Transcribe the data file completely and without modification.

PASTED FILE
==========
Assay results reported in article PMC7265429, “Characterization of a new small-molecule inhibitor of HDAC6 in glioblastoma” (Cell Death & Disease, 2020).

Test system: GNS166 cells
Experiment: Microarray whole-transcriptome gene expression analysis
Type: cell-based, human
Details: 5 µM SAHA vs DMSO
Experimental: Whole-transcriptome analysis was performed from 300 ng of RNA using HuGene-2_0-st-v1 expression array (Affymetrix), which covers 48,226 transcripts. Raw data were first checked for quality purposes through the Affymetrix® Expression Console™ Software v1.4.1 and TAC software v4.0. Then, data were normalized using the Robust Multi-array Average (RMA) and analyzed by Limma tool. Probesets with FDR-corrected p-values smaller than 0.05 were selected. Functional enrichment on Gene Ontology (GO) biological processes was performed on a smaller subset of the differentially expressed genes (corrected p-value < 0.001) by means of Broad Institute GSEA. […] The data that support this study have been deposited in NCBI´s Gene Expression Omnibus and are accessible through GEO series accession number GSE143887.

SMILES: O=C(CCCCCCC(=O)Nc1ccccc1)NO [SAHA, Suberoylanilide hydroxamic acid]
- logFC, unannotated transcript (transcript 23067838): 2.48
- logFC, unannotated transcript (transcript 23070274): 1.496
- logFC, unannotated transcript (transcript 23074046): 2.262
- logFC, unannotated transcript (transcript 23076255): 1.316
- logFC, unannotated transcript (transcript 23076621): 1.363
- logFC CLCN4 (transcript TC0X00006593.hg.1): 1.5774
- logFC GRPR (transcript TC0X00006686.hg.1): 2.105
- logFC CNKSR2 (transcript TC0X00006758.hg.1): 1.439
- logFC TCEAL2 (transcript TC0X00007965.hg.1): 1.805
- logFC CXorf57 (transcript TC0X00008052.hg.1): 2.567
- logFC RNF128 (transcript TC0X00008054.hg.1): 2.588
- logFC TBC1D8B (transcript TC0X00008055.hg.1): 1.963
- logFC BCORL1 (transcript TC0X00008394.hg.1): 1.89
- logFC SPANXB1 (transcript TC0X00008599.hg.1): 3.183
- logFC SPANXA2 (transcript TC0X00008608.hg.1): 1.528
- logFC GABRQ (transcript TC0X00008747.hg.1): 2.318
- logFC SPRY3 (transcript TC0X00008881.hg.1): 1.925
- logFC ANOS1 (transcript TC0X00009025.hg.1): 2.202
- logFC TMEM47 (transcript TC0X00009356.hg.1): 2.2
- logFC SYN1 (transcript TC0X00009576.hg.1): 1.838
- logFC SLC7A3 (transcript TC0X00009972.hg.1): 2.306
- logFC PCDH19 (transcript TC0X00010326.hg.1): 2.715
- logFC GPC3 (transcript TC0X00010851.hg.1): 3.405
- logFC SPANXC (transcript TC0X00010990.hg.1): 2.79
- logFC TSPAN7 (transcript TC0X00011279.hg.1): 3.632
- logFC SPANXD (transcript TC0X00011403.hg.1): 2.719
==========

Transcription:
Assay results reported in article PMC7265429, “Characterization of a new small-molecule inhibitor of HDAC6 in glioblastoma” (Cell Death & Disease, 2020).

Test system: GNS166 cells
Experiment: Microarray whole-transcriptome gene expression analysis
Type: cell-based, human
Details: 5 µM SAHA vs DMSO
Experimental: Whole-transcriptome analysis was performed from 300 ng of RNA using HuGene-2_0-st-v1 expression array (Affymetrix), which covers 48,226 transcripts. Raw data were first checked for quality purposes through the Affymetrix® Expression Console™ Software v1.4.1 and TAC software v4.0. Then, data were normalized using the Robust Multi-array Average (RMA) and analyzed by Limma tool. Probesets with FDR-corrected p-values smaller than 0.05 were selected. Functional enrichment on Gene Ontology (GO) biological processes was performed on a smaller subset of the differentially expressed genes (corrected p-value < 0.001) by means of Broad Institute GSEA. […] The data that support this study have been deposited in NCBI´s Gene Expression Omnibus and are accessible through GEO series accession number GSE143887.

SMILES: O=C(CCCCCCC(=O)Nc1ccccc1)NO [SAHA, Suberoylanilide hydroxamic acid]
- logFC, unannotated transcript (transcript 23067838): 2.48
- logFC, unannotated transcript (transcript 23070274): 1.496
- logFC, unannotated transcript (transcript 23074046): 2.262
- logFC, unannotated transcript (transcript 23076255): 1.316
- logFC, unannotated transcript (transcript 23076621): 1.363
- logFC CLCN4 (transcript TC0X00006593.hg.1): 1.5774
- logFC GRPR (transcript TC0X00006686.hg.1): 2.105
- logFC CNKSR2 (transcript TC0X00006758.hg.1): 1.439
- logFC TCEAL2 (transcript TC0X00007965.hg.1): 1.805
- logFC CXorf57 (transcript TC0X00008052.hg.1): 2.567
- logFC RNF128 (transcript TC0X00008054.hg.1): 2.588
- logFC TBC1D8B (transcript TC0X00008055.hg.1): 1.963
- logFC BCORL1 (transcript TC0X00008394.hg.1): 1.89
- logFC SPANXB1 (transcript TC0X00008599.hg.1): 3.183
- logFC SPANXA2 (transcript TC0X00008608.hg.1): 1.528
- logFC GABRQ (transcript TC0X00008747.hg.1): 2.318
- logFC SPRY3 (transcript TC0X00008881.hg.1): 1.925
- logFC ANOS1 (transcript TC0X00009025.hg.1): 2.202
- logFC TMEM47 (transcript TC0X00009356.hg.1): 2.2
- logFC SYN1 (transcript TC0X00009576.hg.1): 1.838
- logFC SLC7A3 (transcript TC0X00009972.hg.1): 2.306
- logFC PCDH19 (transcript TC0X00010326.hg.1): 2.715
- logFC GPC3 (transcript TC0X00010851.hg.1): 3.405
- logFC SPANXC (transcript TC0X00010990.hg.1): 2.79
- logFC TSPAN7 (transcript TC0X00011279.hg.1): 3.632
- logFC SPANXD (transcript TC0X00011403.hg.1): 2.719